The Importance of Environment and Built Environment

It is estimated that nearly sixty percent of our greenhouse gas emissions come from our built environment. It is also estimated that we spend nearly eighty percent of our lives indoors where air quality is vital to our health.

There is an increasing interest and desire for homeowners, office occupies, developers, architects, and others to follow more environment sustainable practices such as Leadership in Energy and Environmental Design (LEED) from the United States Green Building Council (USGBC), as well as the WELL Building Institute out of New York City that is growing by leaps and bounds. Additionally, there are new air quality systems and monitoring standards arising from organizations like RESET.

What once started more of a fringe, environment sustainable movement, has transformed into increasingly mainstream.

Why?

There are the economic sustainability implications.

 

Study after study shows that fighting and leading the way in terms of environment helps to enable better returns on investment, higher resale value, more productive employees, better retained employees, more profitable organizations, and overall healthier people and communities.

In the middle of a global pandemic, what is more important than doing something small to improve the overall health of people?

According to the global building council, economic sustainability architecture and buildings that attain green building certification and similar parameters have: increased rental value, higher occupancy rates, and lower operating expenses than other buildings.

The premium? It could be between 0–30 percent!

This also ties into the operating expenses of an organization or school. For instance, LEED analyzed over 30 certified LEED schools. The findings might not surprise you. The energy reduction was over 33 percent and translated into average savings of $.38 per square foot per year.

Overall Health

A Harvard study from 2015 showed that people working in more sustainable environment, LEED-style buildings have better overall health and better cognitive functioning scores.Some of the tangible benefits to an organization and their Human Resources perspective include:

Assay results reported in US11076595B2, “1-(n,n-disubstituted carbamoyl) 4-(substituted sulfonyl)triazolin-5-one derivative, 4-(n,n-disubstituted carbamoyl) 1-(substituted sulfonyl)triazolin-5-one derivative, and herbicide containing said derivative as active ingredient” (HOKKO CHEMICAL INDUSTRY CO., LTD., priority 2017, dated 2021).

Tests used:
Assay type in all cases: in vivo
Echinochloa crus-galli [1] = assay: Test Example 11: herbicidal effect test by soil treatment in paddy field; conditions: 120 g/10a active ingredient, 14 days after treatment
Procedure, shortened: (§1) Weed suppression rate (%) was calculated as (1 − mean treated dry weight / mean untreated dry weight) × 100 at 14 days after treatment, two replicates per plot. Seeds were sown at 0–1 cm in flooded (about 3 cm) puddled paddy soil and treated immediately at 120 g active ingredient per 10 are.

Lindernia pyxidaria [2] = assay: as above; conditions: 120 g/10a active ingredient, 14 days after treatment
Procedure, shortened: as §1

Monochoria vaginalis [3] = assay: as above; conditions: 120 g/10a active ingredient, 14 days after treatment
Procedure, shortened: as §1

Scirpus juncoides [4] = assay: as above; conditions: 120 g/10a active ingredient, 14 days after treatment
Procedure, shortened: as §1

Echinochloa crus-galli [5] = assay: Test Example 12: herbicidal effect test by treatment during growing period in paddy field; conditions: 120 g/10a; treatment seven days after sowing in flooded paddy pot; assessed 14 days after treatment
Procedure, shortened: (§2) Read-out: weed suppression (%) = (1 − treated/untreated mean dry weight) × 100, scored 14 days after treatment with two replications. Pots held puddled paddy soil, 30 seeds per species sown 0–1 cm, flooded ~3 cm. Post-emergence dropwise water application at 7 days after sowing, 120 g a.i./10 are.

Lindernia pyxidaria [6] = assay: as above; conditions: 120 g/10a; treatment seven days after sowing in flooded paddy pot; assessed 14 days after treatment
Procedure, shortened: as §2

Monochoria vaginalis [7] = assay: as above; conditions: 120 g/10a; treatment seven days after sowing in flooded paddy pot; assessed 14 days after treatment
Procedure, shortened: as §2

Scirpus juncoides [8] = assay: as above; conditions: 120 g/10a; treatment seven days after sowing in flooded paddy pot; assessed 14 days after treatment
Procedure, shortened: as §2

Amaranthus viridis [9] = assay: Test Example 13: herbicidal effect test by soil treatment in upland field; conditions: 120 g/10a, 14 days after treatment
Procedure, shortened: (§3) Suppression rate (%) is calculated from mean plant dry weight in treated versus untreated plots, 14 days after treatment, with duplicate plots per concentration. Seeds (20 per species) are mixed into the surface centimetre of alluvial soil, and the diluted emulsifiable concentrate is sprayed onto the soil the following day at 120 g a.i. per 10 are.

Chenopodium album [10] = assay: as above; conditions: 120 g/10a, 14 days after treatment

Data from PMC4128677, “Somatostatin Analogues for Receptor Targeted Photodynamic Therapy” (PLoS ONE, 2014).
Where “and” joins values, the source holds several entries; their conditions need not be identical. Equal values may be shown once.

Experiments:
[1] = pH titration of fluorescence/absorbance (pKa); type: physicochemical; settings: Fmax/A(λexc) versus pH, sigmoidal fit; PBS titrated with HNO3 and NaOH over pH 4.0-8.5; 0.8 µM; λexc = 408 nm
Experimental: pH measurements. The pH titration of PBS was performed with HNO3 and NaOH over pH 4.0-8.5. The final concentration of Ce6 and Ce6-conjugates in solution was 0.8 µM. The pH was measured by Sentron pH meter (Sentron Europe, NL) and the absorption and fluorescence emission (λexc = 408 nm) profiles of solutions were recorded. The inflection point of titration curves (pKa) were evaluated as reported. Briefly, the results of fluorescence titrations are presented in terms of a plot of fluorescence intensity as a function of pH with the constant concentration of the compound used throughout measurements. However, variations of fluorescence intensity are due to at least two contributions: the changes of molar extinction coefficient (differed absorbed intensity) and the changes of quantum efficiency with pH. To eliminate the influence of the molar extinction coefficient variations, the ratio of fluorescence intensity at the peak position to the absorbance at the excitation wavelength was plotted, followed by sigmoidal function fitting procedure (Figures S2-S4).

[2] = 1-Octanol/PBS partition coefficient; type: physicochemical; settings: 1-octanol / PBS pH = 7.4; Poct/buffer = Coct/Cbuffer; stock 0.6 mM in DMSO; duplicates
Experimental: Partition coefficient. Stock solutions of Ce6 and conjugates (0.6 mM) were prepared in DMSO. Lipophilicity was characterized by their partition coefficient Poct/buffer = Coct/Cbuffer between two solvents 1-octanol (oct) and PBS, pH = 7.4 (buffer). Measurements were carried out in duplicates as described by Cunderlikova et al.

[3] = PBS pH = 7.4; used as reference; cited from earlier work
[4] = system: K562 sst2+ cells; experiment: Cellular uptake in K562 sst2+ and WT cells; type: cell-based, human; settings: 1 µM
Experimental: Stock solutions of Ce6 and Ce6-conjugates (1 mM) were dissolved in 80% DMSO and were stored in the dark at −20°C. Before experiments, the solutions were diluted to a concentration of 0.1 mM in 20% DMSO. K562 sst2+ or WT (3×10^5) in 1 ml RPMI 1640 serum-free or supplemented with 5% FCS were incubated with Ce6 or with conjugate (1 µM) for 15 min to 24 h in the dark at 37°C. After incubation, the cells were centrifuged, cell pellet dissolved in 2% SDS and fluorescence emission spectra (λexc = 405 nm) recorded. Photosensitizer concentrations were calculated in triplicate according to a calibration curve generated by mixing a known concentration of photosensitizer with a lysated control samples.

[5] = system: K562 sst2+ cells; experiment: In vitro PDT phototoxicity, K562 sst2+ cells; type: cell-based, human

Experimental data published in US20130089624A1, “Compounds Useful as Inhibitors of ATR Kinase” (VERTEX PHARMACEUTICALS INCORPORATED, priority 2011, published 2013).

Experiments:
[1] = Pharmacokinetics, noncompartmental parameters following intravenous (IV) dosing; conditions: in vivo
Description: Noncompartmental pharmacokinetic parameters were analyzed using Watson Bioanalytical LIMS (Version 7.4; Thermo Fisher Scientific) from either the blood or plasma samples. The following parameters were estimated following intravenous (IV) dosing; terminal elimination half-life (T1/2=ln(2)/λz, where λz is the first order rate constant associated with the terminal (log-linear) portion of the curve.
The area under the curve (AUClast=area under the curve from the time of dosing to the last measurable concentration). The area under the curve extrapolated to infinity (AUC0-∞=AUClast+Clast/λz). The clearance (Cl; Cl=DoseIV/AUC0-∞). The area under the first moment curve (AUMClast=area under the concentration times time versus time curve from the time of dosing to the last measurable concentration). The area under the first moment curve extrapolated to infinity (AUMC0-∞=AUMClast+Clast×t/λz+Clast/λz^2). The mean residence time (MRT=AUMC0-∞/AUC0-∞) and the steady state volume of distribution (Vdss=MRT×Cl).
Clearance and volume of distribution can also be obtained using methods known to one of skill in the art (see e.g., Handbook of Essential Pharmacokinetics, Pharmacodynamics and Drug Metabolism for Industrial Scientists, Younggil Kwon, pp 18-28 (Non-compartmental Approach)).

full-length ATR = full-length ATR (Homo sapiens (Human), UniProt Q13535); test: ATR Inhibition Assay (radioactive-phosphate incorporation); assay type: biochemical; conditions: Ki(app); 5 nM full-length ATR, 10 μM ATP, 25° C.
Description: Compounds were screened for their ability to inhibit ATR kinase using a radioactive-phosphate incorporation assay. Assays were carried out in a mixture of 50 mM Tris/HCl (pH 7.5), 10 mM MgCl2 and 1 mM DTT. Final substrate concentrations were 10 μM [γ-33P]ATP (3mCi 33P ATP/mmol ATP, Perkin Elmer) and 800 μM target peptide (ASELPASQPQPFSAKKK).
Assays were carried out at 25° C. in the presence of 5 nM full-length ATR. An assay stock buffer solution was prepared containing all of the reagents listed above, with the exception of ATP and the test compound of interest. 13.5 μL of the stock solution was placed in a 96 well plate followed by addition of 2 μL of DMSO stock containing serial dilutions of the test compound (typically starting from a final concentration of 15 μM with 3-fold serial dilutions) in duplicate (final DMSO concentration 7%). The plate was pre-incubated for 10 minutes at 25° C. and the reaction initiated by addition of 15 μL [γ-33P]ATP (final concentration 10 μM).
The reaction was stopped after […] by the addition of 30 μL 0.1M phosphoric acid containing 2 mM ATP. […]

1. Improved morale and culture
  2. Better performance
  3. Reduced absenteeism and presenteeism
  4. Lower retention issues

 

The reason for this is simple: better air quality, improved ventilation, better lighting and lighting controls, more comfortable environments, and better acoustics all can contribute to a better sustainable environment. The temperature control, along with other elements, can help create an up to 15 percent increase in productivity, according to Carnegie Mellon University.

Overall wellbeing is significantly impacted by LEED and other green building attributes. The return on investment is clear; however, like many other preventative and visionary methods, it must require investment upfront for longer term vision and thinking. The payback is there, and it would be beneficial to have more companies, governments, and organizations helping to support Economic Sustainability Development, healthier communities, and better building practices particularly in the middle of a pandemic during Earth Day Month when health is at the forefront of everyone’s mind. Are you interested in helping to transition to more sustainable development, renewable energy with passive solar and battery, simple composting in office or school settings, or just want to have a better Return on Investment for your buildings and organizations?

Happy to help!

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